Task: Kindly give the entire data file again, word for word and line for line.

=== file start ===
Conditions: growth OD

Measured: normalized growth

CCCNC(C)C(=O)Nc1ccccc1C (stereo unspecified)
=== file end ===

Conditions: growth OD

Measured: normalized growth

CCCNC(C)C(=O)Nc1ccccc1C (stereo unspecified)